If you’re looking to create a slow-motion effect, you should start by using the slow motion setting. Epic should be reserved for specific, high-speed moments, like at sporting events or if your dog is running at you. For most cases, the slow setting is the best option for most of the videos you’ll probably be looking to create, since Slow is slow enough to create actual videos while not being so fast so as to make it difficult to capture the video you’re creating. Epic is hard to control, but if you can do it properly, you can end up with some pretty crazy videos to show off to your friends and followers.
Speeding Up Your Video
While using the Slow and Epic modes inside of Musical.ly allows you to slow down the actual video, most people choose to slow down the song when recording instead of the video. This creates the opposite effect of speeding up the audio, and it can be great for making your video a bit more creative. To use it, select either Fast or Lapse from above the record button, then begin recording by holding your finger on the button. Just as you might expect from the previous segment, using the Fast option slows down the song’s playback, lowering the pitch and making it easier to lip sync. Lapse, meanwhile, slows the video capture to a crawl and generally makes it that much more challenging to record footage.
The key to using this option effectively is to move in slow-mo with the song. You can see plenty of examples of how this works in the app itself; clicking on any popular music clip will likely use the speed effect in some way in order to make lip syncing easier. While most people will slow their motions down when recording so that they look natural when you recreate the effect, others will use the speed effect to their balance, moving at normal speed when recording in order to make themselves seem even faster. If you’re wondering whether a specific video you’re watching used the speed effect, watch the unnatural blinking movements to see if things look unnatural or faster than they normally otherwise would be.
Using Speed Effects with Other Effects
Don’t forget that speed alone isn’t the only way to customize your video. Just because you use the speed effects doesn’t mean you have to be finished customizing and making your video the best it can be. The speed effects can be used in conjunction with every other effect in Musical.ly, from the classic filter experience to the augmented reality stickers you can place around your camera using the shortcut on your device. There are plenty of options to be used in Musical.ly, both during and after you finish recording, and you’ll want to make sure you don’t forget these options when trying to make your videos stand out from the crows.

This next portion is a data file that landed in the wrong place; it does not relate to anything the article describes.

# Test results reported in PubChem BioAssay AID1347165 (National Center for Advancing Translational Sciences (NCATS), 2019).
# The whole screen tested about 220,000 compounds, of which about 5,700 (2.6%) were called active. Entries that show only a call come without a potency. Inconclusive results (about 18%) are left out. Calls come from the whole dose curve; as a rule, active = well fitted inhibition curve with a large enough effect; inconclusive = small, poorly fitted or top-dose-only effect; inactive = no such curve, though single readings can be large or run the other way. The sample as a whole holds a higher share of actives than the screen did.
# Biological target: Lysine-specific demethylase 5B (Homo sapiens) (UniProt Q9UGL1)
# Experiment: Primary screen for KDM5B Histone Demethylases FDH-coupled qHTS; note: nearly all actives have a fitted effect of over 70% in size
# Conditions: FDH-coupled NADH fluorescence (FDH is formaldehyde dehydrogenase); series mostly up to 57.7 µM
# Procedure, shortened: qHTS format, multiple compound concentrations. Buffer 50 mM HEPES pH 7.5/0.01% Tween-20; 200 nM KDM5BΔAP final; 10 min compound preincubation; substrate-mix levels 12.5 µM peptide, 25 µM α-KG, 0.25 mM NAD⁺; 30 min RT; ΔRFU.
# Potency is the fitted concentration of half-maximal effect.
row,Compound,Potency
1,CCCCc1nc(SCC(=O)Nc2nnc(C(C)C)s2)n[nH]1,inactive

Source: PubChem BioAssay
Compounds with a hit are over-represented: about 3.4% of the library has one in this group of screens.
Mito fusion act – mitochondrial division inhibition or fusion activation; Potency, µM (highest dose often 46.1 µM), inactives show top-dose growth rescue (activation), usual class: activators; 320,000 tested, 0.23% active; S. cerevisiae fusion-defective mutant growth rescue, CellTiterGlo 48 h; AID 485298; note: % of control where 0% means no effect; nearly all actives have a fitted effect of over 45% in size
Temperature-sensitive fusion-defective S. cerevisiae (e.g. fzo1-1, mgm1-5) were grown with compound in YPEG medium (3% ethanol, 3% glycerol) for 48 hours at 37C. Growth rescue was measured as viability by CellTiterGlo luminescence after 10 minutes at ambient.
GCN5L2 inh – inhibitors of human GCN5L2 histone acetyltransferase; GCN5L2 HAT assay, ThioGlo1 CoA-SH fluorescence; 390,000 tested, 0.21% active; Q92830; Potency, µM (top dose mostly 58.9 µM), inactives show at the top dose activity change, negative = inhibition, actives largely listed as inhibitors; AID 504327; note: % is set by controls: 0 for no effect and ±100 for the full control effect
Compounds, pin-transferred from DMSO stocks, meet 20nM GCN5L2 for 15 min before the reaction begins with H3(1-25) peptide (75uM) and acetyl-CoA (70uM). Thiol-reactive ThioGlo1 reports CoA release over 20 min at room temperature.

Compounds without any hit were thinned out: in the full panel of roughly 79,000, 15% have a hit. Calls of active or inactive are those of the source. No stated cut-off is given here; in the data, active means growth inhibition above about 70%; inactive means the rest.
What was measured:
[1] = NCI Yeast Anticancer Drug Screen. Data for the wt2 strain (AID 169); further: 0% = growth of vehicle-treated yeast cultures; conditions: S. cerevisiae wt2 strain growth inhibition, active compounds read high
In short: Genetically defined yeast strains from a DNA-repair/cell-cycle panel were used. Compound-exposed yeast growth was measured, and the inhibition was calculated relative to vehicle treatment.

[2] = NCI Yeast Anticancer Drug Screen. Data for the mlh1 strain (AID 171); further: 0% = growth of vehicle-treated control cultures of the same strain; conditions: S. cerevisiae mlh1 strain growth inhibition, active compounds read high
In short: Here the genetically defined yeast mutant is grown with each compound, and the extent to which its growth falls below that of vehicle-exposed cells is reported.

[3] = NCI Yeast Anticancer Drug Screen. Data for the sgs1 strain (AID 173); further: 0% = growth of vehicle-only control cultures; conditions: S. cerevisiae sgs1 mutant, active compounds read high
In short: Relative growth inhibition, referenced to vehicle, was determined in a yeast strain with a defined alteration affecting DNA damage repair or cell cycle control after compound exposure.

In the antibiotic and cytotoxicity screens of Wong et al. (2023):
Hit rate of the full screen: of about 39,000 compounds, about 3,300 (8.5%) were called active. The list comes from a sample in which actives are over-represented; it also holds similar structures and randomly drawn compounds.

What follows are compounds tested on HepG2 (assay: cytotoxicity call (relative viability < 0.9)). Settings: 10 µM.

Finally, don’t forget the app has an erase button, which you can use to try to get your shows perfect in case you mess something up while filming.
Without Vine still available on the web, Musical.ly has become the go to place to create brilliant, funny videos to share with your friends online. With the advent of being able to create clips with your favorite sound, making a video on Musical.ly can actually be even more creatively fulfilling than Vine, giving you a format to work off of and offering clips from your favorite songs, videos, movies, and more. The best way to improve your videos is to use the speed effects built into Musical.ly, which allow you to create smooth or slow-mo videos with the click of a button. Whether you’re looking to slow down the action in a shot or you’re looking to slow the song recording down so you can lip sync to the clip and get the action clean and clear, Musical.ly makes it easy to get the exact shot you want.
If you’re looking for some of the best songs to use with Musical.ly, make sure to check out some of our favorite songs here .